IoT second most important IT priority for 2018, says Wi-SUN Alliance

IoT is second most important IT priority for 2018, says Wi-SUN Alliance

Implementing IoT comes second only to tackling security  on the 2018 To Do list, according to a new survey from Wi-SUN Alliance.

Companies that have implemented IoT are overwhelmingly positive about the benefits they’ve achieved, and they’re keen to build on these foundations in 2018, according to a survey of 350 organizations in the UK, US, Denmark and Sweden, conducted on behalf of the Wi-SUN Alliance, a global industry association that focuses on connectivity.

No wonder, then, that enabling IoT comes high on the list of IT priorities for 2018; in second place, in fact, just after tackling security. When it comes to IoT benefits, over half of respondents (54 percent) say they have experienced improved business efficiency; 49 percent point to improved customer experience and 48 percent highlight better collaboration.

Read more: Vodafone IoT Barometer: Large global IoT projects doubled last year

IoT rises on priorities list

The Wi-SUN Alliance’s report, The Rise of the Internet of Things, finds that half of organisations investing in IoT initiatives already have a fully implemented strategy in place, while more than a third (36 percent) have a partially implemented strategy. Companies are most advanced in the oil & gas industry, with 75 percent having a fully implemented strategy, followed by technology (59 percent) and energy and utilities (57 percent).

The research identifies a number of key drivers for IoT implementation. Around half (47 percent) said it would improve “network intelligence and connectivity for citizen safety and quality of life”, while 42 percent said a key driver is “creating business efficiencies” and 41 percent cited “improving reliability of systems and services”.

Read more: IoT projects driving IT budget decisions, 451 Research finds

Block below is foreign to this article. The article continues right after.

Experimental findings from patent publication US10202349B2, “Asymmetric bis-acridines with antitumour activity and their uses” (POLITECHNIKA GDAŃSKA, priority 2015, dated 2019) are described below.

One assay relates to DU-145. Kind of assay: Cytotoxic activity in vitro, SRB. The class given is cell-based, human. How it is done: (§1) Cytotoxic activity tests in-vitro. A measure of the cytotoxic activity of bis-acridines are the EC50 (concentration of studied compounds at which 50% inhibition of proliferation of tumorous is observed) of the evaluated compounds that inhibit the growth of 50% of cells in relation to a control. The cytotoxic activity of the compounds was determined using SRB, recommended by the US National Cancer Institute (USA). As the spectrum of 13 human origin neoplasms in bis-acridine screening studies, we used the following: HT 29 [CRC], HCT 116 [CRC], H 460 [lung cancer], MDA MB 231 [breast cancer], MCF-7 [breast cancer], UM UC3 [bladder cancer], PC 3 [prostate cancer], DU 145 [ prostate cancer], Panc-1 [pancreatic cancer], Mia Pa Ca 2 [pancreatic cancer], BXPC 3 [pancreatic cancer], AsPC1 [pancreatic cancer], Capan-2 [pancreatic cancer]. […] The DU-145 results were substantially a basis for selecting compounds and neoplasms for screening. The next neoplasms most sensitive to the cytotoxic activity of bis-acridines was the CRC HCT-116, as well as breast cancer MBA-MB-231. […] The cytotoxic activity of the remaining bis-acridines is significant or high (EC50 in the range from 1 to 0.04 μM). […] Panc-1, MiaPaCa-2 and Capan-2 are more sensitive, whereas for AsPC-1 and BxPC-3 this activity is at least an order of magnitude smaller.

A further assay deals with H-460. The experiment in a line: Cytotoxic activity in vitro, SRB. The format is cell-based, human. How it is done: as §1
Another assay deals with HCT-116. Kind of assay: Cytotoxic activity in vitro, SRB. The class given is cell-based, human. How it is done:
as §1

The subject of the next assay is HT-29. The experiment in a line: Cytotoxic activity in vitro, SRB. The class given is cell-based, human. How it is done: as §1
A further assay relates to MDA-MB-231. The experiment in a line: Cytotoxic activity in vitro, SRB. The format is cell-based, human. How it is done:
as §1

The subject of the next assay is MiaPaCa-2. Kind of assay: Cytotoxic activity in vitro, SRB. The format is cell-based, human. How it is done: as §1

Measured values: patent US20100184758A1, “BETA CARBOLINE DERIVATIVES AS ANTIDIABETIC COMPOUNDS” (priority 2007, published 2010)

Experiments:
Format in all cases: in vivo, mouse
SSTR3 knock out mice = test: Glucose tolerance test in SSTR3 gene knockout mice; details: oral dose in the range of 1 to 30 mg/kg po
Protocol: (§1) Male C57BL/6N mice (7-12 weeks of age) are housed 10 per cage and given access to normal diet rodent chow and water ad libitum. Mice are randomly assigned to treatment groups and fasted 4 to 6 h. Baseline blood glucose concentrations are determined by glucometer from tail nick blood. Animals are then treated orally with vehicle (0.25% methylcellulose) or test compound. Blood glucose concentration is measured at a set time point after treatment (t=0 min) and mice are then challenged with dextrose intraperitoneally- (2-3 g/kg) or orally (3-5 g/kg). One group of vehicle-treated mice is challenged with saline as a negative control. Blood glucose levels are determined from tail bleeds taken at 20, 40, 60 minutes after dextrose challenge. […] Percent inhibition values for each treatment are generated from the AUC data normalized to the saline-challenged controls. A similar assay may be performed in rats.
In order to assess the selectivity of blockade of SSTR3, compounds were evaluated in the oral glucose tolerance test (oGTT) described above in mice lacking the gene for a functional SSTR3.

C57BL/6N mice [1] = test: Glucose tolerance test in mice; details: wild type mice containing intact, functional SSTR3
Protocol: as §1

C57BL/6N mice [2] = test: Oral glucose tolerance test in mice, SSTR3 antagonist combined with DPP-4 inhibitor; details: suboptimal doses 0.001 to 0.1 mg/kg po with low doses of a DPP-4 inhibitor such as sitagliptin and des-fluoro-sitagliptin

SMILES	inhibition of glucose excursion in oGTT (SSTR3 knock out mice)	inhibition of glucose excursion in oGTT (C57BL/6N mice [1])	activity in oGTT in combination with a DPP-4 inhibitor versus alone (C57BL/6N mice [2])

Not entirely rosy

Still, not everything in the IoT garden is rosy. While respondents report that enabling IoT is the second most important IT priority for the next 12 months, just behind improving security, almost all – a massive 90 percent – of those with an IoT plan at various stages of implementation have struggled to implement this, and over a third (36 percent) said they have found it “very or extremely difficult”.

Respondents highlight security as a barrier to IoT adoption. Fifty-nine percent of them cite security concerns, with the US (65 percent) and UK (64 percent) more concerned than those in Denmark or Sweden. Almost one in three (32 percent) see both funding and a lack of commitment from leadership, as barriers, while 30 percent view leadership’s lack of understanding of the benefits of IoT as a challenge.

The report also looks at the technical challenges in delivering IoT. Here, respondents identified a wide range of issues. Sixty-three percent mentioned security and safety; 46 percent data management; 41 percent network configuration, 39 percent recruiting IoT talent and 39 percent Wi-Fi connectivity.

Read more: Six out of ten IoT projects fail at trial stage, says survey

The post IoT second most important IT priority for 2018, says Wi-SUN Alliance appeared first on Internet of Business.

Internet of Business

Apple has ‘moral obligation’ to promote free expression in China, U.S. Senator says

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Commenting on Apple CEO Tim Cook’s recent appearance at the World Internet Conference in China, U.S. Senator Patrick Leahy (D-VT) said the tech giant has a "moral obligation" to push back against the Asian nation’s surveillance and censorship policies.
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NASA Scientist Says We Need to Stop Worrying About the Apocalypse

Phantom Planet

For over twenty years, rumors have circulated about a celestial body known as Nibiru or Planet X that could supposedly spell doom for Earth. Unfortunately (conspiracy theorists at least) there’s simply no truth to the idea.

Several different theories exist concerning how Nibiru might threaten our planet. It’s been argued that it could smash into us, or throw off our orbit, or bring forth a cavalcade of volcanic eruptions, earthquakes, and tidal waves. However, all of this seems rather unlikely, given that the scientific consensus — which is that Nibiru doesn’t exist. A point NASA scientist David Morrison recently attempted to drive home in a podcast interview with Science Alert.